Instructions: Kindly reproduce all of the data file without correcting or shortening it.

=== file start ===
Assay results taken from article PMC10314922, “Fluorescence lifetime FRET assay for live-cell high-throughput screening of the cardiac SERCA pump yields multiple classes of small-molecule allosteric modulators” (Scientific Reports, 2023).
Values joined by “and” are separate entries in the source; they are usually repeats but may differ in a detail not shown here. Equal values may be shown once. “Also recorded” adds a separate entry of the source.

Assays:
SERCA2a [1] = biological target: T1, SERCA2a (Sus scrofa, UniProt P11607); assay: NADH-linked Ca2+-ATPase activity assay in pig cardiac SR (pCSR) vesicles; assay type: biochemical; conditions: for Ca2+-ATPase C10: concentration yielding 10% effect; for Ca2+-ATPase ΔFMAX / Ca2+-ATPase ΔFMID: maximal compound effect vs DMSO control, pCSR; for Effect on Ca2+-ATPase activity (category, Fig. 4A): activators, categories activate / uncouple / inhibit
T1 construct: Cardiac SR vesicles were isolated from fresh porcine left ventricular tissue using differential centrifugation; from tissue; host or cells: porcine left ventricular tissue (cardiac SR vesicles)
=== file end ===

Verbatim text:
Assay results taken from article PMC10314922, “Fluorescence lifetime FRET assay for live-cell high-throughput screening of the cardiac SERCA pump yields multiple classes of small-molecule allosteric modulators” (Scientific Reports, 2023).
Values joined by “and” are separate entries in the source; they are usually repeats but may differ in a detail not shown here. Equal values may be shown once. “Also recorded” adds a separate entry of the source.

Assays:
SERCA2a [1] = biological target: T1, SERCA2a (Sus scrofa, UniProt P11607); assay: NADH-linked Ca2+-ATPase activity assay in pig cardiac SR (pCSR) vesicles; assay type: biochemical; conditions: for Ca2+-ATPase C10: concentration yielding 10% effect; for Ca2+-ATPase ΔFMAX / Ca2+-ATPase ΔFMID: maximal compound effect vs DMSO control, pCSR; for Effect on Ca2+-ATPase activity (category, Fig. 4A): activators, categories activate / uncouple / inhibit
T1 construct: Cardiac SR vesicles were isolated from fresh porcine left ventricular tissue using differential centrifugation; from tissue; host or cells: porcine left ventricular tissue (cardiac SR vesicles)